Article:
The accident was allegedly caused by a missing luminaire
A third-party claim in a traffic accident case involving a missing luminaire in the town of Milton is heading to trial after the Ontario Court of Appeal found errors in the summary judgment.
In Case v. Pattison, 2023 ONCA 529, a car hit Christopher Case as he walked across the road, resulting in a catastrophic injury. He claimed damages against the town of Milton based on allegedly inadequate street lighting because of a missing luminaire. Milton then commenced a third-party claim against Milton Hydro for contribution and indemnity, alleging that Milton Hydro negligently removed the luminaire.
Milton Hydro and the town brought competing motions for summary judgment. The motion judge ultimately ruled that Milton Hydro did not owe an ongoing duty of care to the plaintiffs or the town concerning the adequacy or operation of street lighting and that the responsibility was solely that of the town.
The motion judge said the town had “several opportunities” to “discover the missing luminaire and remediate the issue.” Accordingly, the judge concluded that the failure of the town’s inspections to note the luminaire was missing or that the roadway in that location was darker than usual is an intervening act that broke any chain of causation that may have existed to establish any liability on Milton Hydro.
The town elevated the case to the Ontario Court of Appeal, which noted that a successful negligence claim requires proof of a duty of care, breach of the standard of care, compensable damage, and causation. The court further noted that the appeal concerns the motion judge’s treatment of the duty of care and causation elements of the negligence analysis.
Errors in the motion judge’s decision
The appeal court found that the motion judge failed to conduct the requisite legal analysis. The court held that the motion judge conflated the duty of care analysis with the legal causation analysis. Her reasons indicate that she focused on causation and the “break” in the chain of responsibility for removing the luminaire and its effect on street lighting. The court said that was appropriate but should have been considered after she had adequately assessed whether Milton Hydro owed a duty of care to the plaintiff pedestrian.
In finding that Milton Hydro did not owe a prima facie duty to the plaintiff, the court found that the motion judge failed to ask whether the alleged duty was novel. Furthermore, the court said that the judge did not correctly consider the questions of foreseeability and proximity. Instead, she appeared to consider the questions of foreseeability and proximity in the duty of care analysis from the causation perspective of foreseeability and remoteness.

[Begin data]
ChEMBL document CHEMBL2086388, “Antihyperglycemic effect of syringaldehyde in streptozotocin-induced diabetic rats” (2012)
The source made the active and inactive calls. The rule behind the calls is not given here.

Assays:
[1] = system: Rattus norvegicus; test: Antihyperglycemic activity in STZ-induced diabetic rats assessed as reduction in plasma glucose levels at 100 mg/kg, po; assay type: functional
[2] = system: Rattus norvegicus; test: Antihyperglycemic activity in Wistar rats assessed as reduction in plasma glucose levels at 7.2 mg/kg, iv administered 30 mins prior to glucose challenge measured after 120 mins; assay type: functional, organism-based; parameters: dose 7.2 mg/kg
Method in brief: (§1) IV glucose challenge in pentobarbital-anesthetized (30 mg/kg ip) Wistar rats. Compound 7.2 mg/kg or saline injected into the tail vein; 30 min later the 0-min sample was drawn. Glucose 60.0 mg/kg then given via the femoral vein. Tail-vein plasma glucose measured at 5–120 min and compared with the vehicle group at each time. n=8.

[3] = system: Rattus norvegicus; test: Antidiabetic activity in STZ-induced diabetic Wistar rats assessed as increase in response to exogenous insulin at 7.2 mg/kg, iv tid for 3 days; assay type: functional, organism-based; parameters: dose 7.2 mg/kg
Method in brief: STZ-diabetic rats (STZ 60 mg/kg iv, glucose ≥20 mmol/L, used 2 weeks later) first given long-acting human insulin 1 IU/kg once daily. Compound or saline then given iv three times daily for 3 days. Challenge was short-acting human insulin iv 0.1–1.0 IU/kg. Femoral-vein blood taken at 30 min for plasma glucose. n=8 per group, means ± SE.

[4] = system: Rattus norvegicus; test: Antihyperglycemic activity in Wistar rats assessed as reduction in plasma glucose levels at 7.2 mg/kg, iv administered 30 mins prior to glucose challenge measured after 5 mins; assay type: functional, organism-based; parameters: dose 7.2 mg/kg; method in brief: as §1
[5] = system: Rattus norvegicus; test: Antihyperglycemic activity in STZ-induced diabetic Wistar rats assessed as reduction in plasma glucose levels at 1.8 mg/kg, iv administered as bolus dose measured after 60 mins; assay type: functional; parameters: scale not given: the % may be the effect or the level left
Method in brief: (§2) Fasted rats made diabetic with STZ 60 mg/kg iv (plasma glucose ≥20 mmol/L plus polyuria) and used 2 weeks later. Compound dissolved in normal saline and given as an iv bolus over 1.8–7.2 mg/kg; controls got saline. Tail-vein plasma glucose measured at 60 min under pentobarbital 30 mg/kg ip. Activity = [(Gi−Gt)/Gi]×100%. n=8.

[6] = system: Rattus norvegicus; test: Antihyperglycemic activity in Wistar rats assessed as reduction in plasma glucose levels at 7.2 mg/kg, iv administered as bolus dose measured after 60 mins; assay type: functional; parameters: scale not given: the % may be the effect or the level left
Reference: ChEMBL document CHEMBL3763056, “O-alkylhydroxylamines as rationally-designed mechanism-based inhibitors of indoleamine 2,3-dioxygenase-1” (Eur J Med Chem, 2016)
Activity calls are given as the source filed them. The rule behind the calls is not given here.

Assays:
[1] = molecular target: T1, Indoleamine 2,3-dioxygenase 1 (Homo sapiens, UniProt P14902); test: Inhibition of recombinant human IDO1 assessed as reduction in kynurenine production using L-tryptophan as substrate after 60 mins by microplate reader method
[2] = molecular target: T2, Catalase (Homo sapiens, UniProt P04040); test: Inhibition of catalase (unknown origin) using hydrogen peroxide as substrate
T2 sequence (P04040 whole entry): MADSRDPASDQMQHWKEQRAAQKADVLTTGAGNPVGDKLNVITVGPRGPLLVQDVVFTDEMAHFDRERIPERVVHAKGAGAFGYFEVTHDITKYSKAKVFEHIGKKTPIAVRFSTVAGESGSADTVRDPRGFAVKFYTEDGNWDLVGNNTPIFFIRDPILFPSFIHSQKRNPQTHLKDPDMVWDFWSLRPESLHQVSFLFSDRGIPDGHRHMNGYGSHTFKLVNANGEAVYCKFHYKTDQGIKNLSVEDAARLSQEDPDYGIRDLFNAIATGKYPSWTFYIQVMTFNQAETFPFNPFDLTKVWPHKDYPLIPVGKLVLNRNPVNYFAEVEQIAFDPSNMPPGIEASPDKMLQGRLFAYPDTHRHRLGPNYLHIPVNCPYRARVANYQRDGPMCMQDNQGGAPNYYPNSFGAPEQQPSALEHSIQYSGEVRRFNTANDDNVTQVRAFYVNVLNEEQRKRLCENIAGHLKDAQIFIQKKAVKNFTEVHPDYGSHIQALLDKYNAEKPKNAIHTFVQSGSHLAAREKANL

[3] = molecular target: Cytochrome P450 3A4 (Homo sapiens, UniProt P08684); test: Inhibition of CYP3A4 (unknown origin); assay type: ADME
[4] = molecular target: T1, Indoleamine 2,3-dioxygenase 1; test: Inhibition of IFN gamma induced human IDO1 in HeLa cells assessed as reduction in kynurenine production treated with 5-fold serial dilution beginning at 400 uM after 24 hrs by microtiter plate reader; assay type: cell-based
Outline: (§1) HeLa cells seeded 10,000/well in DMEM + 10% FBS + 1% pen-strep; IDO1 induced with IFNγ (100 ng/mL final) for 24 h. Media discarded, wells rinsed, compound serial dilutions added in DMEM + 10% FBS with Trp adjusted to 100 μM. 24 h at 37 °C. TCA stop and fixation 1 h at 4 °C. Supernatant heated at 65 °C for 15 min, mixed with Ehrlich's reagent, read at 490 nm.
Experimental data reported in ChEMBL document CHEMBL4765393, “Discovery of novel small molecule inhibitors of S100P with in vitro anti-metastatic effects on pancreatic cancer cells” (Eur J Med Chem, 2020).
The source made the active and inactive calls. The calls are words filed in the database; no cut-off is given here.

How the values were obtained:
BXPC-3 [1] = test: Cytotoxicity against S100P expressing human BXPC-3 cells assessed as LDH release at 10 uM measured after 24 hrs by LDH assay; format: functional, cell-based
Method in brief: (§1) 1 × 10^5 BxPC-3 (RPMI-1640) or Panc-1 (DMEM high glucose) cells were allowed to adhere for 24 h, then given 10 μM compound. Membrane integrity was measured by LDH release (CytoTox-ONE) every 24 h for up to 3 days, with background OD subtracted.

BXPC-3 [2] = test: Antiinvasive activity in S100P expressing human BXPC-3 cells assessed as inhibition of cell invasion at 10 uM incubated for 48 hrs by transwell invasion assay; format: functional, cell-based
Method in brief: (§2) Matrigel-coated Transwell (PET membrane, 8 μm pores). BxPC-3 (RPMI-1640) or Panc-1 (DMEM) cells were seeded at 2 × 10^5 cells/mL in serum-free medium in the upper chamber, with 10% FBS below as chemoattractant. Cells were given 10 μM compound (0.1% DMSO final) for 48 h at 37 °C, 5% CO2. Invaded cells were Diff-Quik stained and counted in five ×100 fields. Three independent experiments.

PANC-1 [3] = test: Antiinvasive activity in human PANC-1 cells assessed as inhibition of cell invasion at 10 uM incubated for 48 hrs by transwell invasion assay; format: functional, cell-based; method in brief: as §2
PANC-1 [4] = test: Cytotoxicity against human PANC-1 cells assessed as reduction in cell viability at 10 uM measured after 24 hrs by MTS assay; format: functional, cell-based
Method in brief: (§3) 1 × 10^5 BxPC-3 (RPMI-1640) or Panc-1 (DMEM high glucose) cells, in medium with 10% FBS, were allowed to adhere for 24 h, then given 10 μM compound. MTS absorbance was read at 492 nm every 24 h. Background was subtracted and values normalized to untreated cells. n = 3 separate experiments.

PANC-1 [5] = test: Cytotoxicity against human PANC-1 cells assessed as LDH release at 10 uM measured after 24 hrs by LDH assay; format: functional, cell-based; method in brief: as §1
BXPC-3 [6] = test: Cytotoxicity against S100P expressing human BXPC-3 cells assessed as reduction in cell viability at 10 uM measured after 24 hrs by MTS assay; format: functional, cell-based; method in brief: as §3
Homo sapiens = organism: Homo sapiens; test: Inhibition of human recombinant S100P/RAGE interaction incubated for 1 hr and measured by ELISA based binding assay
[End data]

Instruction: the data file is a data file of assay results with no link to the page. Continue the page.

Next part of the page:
Additionally, the motion judge did not consider or determine whether Milton Hydro’s assumed action of removing the luminaire was negligent, independent of any duty of care owed by the Town of Milton to the plaintiff pedestrian. Instead, the court found that the judge assumed that the town of Milton’s actions were the sole cause of any harm alleged by the plaintiff pedestrian simply because it was responsible for inspections over the intervening four-year period. Further, the court held that it was an error for the judge to assume the town’s alleged statutory duties necessarily meant that Milton Hydro could not also owe a common law duty of care arising from its assumed action.
The court further held that even if the town were negligent in failing to inspect the street lighting, the town’s alleged negligence would not automatically or necessarily negate the reasonable foreseeability of harm arising from Milton’s removal of the luminaire. The court emphasized that the motion judge should have considered whether both could be responsible for the damage caused to the plaintiff pedestrian.
The motion judge also noted that the injury occurred four years after removing the luminaire. However, the appeal court said that the passage of time alone does not necessarily determine foreseeability or proximity under the duty of care analysis or the causation and intervening act analysis.
The court ultimately decided to set aside the motion judge’s decision. It remitted the matter for trial on the issues of duty of care, causation, and determination of which party removed the luminaire.